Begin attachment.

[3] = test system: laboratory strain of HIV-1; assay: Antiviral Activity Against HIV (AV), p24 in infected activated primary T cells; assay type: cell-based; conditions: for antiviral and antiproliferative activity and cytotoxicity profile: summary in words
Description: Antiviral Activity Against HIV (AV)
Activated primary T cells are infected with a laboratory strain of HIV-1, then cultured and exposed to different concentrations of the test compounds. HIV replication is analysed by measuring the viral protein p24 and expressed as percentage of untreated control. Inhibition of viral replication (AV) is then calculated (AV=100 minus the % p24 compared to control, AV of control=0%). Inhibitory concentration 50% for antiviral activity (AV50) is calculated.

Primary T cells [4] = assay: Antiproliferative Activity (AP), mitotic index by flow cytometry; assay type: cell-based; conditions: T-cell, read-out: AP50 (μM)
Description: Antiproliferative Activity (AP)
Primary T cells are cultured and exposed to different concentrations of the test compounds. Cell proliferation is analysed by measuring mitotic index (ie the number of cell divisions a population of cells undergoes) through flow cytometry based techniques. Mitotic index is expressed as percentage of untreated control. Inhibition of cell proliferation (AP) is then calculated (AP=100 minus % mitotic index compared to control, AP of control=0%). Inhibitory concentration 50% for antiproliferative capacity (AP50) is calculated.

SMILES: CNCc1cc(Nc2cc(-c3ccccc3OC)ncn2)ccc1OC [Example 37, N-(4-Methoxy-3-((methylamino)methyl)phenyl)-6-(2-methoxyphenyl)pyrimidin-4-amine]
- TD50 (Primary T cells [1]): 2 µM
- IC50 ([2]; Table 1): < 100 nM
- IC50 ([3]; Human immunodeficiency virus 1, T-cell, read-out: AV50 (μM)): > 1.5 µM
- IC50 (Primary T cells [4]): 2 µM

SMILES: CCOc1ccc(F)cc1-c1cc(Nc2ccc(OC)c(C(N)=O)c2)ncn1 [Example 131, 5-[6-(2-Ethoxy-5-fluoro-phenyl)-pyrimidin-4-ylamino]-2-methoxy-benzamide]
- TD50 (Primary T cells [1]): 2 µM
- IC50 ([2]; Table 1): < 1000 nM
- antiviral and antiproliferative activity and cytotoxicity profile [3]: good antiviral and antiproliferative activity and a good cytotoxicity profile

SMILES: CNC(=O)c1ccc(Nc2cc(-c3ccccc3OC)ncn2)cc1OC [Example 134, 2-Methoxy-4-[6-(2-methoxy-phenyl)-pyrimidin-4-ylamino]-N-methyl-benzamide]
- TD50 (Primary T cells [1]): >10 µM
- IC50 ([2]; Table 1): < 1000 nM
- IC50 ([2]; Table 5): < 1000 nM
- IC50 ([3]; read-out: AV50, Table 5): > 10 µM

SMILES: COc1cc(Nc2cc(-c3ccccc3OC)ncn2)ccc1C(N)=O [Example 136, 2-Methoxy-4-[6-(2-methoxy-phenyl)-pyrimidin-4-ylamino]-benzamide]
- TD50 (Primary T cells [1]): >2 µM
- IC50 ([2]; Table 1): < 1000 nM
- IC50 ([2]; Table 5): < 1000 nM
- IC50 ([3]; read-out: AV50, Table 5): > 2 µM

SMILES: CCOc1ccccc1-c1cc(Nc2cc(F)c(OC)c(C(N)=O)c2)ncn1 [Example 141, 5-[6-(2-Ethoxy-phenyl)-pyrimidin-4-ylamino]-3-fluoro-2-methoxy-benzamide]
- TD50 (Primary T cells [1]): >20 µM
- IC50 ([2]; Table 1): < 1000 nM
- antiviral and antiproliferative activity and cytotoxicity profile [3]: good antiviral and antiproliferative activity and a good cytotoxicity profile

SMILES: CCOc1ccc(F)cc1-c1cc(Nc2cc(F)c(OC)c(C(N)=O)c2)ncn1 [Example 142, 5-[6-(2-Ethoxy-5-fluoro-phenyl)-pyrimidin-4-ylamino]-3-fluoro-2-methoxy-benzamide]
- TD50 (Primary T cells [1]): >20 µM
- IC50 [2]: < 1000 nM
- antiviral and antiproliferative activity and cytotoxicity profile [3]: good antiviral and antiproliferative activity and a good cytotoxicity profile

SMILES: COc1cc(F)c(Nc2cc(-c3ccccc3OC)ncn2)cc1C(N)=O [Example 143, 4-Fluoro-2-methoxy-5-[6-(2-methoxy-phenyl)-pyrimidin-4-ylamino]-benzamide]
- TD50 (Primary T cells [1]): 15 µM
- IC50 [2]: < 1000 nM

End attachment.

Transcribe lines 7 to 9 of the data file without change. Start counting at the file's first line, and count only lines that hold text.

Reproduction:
SMILES: CNCc1cc(Nc2cc(-c3ccccc3OC)ncn2)ccc1OC [Example 37, N-(4-Methoxy-3-((methylamino)methyl)phenyl)-6-(2-methoxyphenyl)pyrimidin-4-amine]
- TD50 (Primary T cells [1]): 2 µM
- IC50 ([2]; Table 1): < 100 nM